Tuesday, July 7, 2009

Iraq's rebuff of US has element of posturing

Hamza Hendawi points out here, The Associated Press: Iraq's rebuff of US has element of posturing- that despite the tone of defiance from his government (i.e., the supposed rebuff of Joe Biden's semi-ultimatum that the Iraqis had better get their contending factions reconciled, and soon), al-Maliki still needs the US on his side - to help organize and fund Iraq's reconstruction, and to train and support Iraq's security forces. But al-Maliki needs to burnish his nationalist-centrist credentials as elections approach (scheduled for January 2010).

One major area where reconciliation is needed is, as Hendawi notes, the chasm between Maliki and the Kurdish leadership on the issues of oil and territory. That a Maliki aide says that they want the US to suspend the Kurdish constitution (thereby rejecting Kurdish territorial claims) does not augur well. It surely suggests that the two sides are making no headway on the issue, and that the Arab-Baghdad-centrist side feels it has no better resort than to ask the US to force the Kurds' hand somehow. Hardly a way to treat the group in Iraq that has sided the most consistently with the US over the last almost 20 years. And can anyone really expect the Kurds to abandon their constitution simply on a US dictate? Whatever leverage the US has is likely to be more than counter-balanced by decades of Kurdish nationalist striving as well as paranoia about the intentions of outsiders -be they Arabs, Turks, Persians . . . or Americans.

Another arena in which reconciliation is a must is the struggle between the Shiite parties that are the basis of Maliki's support and the Sunnis who once called the shots in Baghdad (including Baath party sympathizers, many of whom seem to be resurgent in the al-Hadba Sunni-Arab party that now controls local government in Ninewa province, which the Kurds want). What does it say for the progress of reconciliation when Maliki's government dictates that it will allow no more "organized" visits to the tomb of Saddam Hussein? There would seem to be no need for such an order if there wasn't still significant reverence for him as an unabashedly strong, anti-US, nationalist leader of what was once a strong and sovereign Iraq. By issuing such an order, al-Maliki only ties himself even more tightly to his American patrons - and undercuts his own standing as a legitimate nationalist.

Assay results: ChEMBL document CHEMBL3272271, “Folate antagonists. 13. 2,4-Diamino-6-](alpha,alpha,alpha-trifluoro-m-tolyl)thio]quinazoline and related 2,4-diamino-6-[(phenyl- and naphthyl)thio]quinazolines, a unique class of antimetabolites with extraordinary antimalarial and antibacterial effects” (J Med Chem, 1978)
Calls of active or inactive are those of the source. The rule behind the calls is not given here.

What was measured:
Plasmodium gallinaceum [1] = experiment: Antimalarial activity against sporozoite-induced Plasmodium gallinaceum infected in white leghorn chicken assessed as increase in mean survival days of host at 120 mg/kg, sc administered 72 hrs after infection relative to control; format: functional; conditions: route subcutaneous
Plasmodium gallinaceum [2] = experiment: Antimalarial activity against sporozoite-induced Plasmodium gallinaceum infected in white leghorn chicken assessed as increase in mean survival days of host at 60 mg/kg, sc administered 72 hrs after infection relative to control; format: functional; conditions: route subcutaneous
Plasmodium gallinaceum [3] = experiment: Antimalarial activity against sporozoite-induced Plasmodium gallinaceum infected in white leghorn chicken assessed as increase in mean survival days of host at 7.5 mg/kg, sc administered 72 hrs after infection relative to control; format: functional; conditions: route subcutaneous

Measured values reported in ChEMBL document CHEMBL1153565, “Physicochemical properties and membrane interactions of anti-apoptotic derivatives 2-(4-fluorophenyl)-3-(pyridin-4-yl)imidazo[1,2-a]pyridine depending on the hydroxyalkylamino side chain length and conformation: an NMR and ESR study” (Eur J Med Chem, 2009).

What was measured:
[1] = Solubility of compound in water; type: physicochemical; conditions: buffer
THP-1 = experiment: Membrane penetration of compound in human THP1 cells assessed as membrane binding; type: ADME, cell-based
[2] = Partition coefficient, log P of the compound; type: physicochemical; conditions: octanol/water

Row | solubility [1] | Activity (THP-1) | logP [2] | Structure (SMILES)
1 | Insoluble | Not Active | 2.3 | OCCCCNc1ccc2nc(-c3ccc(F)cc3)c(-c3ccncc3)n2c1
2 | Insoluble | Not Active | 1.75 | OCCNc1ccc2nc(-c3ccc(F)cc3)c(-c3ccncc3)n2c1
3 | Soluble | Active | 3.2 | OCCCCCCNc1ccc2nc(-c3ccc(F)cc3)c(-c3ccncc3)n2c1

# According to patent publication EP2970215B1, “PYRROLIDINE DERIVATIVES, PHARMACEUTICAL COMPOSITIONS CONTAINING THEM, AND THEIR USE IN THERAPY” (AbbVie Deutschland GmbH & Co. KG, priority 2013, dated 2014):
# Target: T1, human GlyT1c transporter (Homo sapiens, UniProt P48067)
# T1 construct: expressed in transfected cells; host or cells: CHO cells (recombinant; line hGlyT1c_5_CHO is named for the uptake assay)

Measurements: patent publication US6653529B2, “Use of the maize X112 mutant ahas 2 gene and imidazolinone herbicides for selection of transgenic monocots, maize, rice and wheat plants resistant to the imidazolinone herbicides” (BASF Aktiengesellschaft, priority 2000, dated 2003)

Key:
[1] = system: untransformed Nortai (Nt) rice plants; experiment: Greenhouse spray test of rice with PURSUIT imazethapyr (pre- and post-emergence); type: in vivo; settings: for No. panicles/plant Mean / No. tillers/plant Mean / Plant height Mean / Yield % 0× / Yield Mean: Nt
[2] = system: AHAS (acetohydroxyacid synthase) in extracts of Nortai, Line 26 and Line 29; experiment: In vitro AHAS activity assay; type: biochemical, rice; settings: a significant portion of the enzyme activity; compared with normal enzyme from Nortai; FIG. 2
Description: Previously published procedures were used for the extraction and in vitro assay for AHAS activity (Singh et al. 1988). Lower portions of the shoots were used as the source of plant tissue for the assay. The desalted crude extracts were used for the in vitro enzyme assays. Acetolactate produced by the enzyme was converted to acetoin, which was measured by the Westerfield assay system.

And, by the way, as if Iraqis - especially former supporters of Saddam and the Baath - needed another focus for resentment of the US, here's a little news piece that will likely draw some ire: one of the prized exhibits of the new George Bush Library in Dallas is going to be . . . Saddam Hussein's very own pistol. Seems to be one of Dubya's favorite toys.

No comments:



Blog Archive

Cluster map

Search This Blog

ICAHD - 18,000 Homes Campaign (large banner)